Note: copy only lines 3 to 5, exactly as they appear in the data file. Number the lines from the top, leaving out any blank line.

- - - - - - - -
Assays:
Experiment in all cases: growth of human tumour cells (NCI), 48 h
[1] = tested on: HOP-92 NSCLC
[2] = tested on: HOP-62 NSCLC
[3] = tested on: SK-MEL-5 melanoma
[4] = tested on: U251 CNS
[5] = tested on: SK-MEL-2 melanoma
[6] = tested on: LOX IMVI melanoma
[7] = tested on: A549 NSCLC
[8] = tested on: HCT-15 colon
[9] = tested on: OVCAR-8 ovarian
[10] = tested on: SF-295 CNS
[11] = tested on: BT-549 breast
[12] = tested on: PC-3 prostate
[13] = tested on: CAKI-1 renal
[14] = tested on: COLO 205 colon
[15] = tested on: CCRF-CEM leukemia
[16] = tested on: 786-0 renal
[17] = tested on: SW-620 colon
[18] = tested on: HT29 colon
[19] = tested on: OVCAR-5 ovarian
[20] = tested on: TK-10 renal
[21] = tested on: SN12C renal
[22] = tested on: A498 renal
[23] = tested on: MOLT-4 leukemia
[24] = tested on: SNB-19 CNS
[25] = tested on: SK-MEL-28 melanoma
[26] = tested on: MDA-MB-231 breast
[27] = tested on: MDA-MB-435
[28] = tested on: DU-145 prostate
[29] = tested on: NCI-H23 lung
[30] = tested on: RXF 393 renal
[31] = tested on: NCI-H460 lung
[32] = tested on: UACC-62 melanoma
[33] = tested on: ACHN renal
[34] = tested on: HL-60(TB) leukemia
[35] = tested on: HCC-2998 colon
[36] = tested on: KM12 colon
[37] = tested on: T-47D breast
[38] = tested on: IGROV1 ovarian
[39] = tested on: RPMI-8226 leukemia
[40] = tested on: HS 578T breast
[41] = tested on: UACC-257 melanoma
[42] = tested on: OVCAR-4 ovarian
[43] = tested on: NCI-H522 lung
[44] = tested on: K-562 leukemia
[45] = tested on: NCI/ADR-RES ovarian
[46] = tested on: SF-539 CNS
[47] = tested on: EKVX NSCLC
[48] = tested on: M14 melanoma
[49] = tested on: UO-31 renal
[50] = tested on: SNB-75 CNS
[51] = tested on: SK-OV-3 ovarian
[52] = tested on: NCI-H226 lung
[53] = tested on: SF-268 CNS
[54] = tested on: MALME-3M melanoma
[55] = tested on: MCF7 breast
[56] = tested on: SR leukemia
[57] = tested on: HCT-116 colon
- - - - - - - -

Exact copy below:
[1] = tested on: HOP-92 NSCLC
[2] = tested on: HOP-62 NSCLC
[3] = tested on: SK-MEL-5 melanoma